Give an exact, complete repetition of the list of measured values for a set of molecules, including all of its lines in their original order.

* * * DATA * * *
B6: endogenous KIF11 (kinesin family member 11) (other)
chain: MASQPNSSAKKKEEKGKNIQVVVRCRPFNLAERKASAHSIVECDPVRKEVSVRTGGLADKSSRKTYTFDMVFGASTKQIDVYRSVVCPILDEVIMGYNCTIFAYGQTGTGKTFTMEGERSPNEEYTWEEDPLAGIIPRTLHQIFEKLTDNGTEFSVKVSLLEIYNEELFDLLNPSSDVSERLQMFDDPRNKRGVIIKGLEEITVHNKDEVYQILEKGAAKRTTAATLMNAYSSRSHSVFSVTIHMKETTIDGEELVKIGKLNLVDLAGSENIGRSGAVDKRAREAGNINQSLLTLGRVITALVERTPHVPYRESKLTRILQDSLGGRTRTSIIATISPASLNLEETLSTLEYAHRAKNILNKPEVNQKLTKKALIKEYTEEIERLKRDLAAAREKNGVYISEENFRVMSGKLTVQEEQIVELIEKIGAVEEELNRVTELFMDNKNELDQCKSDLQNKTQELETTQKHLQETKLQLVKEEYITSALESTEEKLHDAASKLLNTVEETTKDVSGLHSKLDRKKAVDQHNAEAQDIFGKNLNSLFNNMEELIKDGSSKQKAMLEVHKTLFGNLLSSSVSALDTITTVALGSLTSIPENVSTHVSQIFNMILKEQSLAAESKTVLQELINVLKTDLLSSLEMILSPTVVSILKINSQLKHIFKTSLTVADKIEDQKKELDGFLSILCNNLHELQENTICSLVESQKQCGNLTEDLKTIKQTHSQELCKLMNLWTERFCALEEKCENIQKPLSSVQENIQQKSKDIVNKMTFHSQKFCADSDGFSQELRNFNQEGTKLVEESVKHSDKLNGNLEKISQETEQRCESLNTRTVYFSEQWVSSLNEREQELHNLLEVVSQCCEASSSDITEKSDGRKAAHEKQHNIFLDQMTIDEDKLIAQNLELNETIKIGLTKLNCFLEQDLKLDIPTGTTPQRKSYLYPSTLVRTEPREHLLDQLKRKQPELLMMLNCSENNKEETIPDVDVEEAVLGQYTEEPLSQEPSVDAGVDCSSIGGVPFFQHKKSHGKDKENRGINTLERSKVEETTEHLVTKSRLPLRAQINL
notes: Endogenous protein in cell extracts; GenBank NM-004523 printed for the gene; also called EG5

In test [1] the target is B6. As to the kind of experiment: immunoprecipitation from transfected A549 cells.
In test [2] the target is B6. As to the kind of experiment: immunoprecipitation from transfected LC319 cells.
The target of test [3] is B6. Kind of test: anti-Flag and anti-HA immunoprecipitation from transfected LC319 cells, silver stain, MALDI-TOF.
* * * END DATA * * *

B6: endogenous KIF11 (kinesin family member 11) (other)
chain: MASQPNSSAKKKEEKGKNIQVVVRCRPFNLAERKASAHSIVECDPVRKEVSVRTGGLADKSSRKTYTFDMVFGASTKQIDVYRSVVCPILDEVIMGYNCTIFAYGQTGTGKTFTMEGERSPNEEYTWEEDPLAGIIPRTLHQIFEKLTDNGTEFSVKVSLLEIYNEELFDLLNPSSDVSERLQMFDDPRNKRGVIIKGLEEITVHNKDEVYQILEKGAAKRTTAATLMNAYSSRSHSVFSVTIHMKETTIDGEELVKIGKLNLVDLAGSENIGRSGAVDKRAREAGNINQSLLTLGRVITALVERTPHVPYRESKLTRILQDSLGGRTRTSIIATISPASLNLEETLSTLEYAHRAKNILNKPEVNQKLTKKALIKEYTEEIERLKRDLAAAREKNGVYISEENFRVMSGKLTVQEEQIVELIEKIGAVEEELNRVTELFMDNKNELDQCKSDLQNKTQELETTQKHLQETKLQLVKEEYITSALESTEEKLHDAASKLLNTVEETTKDVSGLHSKLDRKKAVDQHNAEAQDIFGKNLNSLFNNMEELIKDGSSKQKAMLEVHKTLFGNLLSSSVSALDTITTVALGSLTSIPENVSTHVSQIFNMILKEQSLAAESKTVLQELINVLKTDLLSSLEMILSPTVVSILKINSQLKHIFKTSLTVADKIEDQKKELDGFLSILCNNLHELQENTICSLVESQKQCGNLTEDLKTIKQTHSQELCKLMNLWTERFCALEEKCENIQKPLSSVQENIQQKSKDIVNKMTFHSQKFCADSDGFSQELRNFNQEGTKLVEESVKHSDKLNGNLEKISQETEQRCESLNTRTVYFSEQWVSSLNEREQELHNLLEVVSQCCEASSSDITEKSDGRKAAHEKQHNIFLDQMTIDEDKLIAQNLELNETIKIGLTKLNCFLEQDLKLDIPTGTTPQRKSYLYPSTLVRTEPREHLLDQLKRKQPELLMMLNCSENNKEETIPDVDVEEAVLGQYTEEPLSQEPSVDAGVDCSSIGGVPFFQHKKSHGKDKENRGINTLERSKVEETTEHLVTKSRLPLRAQINL
notes: Endogenous protein in cell extracts; GenBank NM-004523 printed for the gene; also called EG5

In test [1] the target is B6. As to the kind of experiment: immunoprecipitation from transfected A549 cells.
In test [2] the target is B6. As to the kind of experiment: immunoprecipitation from transfected LC319 cells.
The target of test [3] is B6. Kind of test: anti-Flag and anti-HA immunoprecipitation from transfected LC319 cells, silver stain, MALDI-TOF.